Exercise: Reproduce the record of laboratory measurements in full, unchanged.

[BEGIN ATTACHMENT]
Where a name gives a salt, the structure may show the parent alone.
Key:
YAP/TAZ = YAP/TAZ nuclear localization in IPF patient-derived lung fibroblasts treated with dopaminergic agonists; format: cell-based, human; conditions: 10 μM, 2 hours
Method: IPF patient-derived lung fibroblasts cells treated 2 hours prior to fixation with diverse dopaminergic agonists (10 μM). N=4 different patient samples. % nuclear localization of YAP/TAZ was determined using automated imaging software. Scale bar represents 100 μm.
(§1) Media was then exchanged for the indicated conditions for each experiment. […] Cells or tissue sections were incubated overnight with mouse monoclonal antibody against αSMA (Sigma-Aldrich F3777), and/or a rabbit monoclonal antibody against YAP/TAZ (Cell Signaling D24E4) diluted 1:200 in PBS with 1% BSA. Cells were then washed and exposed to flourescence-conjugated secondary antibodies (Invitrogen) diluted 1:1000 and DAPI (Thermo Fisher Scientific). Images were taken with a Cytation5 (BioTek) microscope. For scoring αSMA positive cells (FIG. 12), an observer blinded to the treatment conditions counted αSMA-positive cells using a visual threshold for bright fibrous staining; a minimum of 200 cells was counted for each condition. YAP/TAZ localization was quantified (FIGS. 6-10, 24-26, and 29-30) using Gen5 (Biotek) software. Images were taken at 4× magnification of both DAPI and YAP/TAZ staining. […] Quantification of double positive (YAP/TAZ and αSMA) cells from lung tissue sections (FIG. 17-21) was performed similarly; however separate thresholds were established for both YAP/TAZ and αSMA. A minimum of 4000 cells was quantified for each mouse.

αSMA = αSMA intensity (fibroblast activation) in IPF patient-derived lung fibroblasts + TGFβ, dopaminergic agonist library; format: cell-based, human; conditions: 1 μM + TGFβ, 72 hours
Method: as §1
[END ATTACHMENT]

Where a name gives a salt, the structure may show the parent alone.
Key:
YAP/TAZ = YAP/TAZ nuclear localization in IPF patient-derived lung fibroblasts treated with dopaminergic agonists; format: cell-based, human; conditions: 10 μM, 2 hours
Method: IPF patient-derived lung fibroblasts cells treated 2 hours prior to fixation with diverse dopaminergic agonists (10 μM). N=4 different patient samples. % nuclear localization of YAP/TAZ was determined using automated imaging software. Scale bar represents 100 μm.
(§1) Media was then exchanged for the indicated conditions for each experiment. […] Cells or tissue sections were incubated overnight with mouse monoclonal antibody against αSMA (Sigma-Aldrich F3777), and/or a rabbit monoclonal antibody against YAP/TAZ (Cell Signaling D24E4) diluted 1:200 in PBS with 1% BSA. Cells were then washed and exposed to flourescence-conjugated secondary antibodies (Invitrogen) diluted 1:1000 and DAPI (Thermo Fisher Scientific). Images were taken with a Cytation5 (BioTek) microscope. For scoring αSMA positive cells (FIG. 12), an observer blinded to the treatment conditions counted αSMA-positive cells using a visual threshold for bright fibrous staining; a minimum of 200 cells was counted for each condition. YAP/TAZ localization was quantified (FIGS. 6-10, 24-26, and 29-30) using Gen5 (Biotek) software. Images were taken at 4× magnification of both DAPI and YAP/TAZ staining. […] Quantification of double positive (YAP/TAZ and αSMA) cells from lung tissue sections (FIG. 17-21) was performed similarly; however separate thresholds were established for both YAP/TAZ and αSMA. A minimum of 4000 cells was quantified for each mouse.

αSMA = αSMA intensity (fibroblast activation) in IPF patient-derived lung fibroblasts + TGFβ, dopaminergic agonist library; format: cell-based, human; conditions: 1 μM + TGFβ, 72 hours
Method: as §1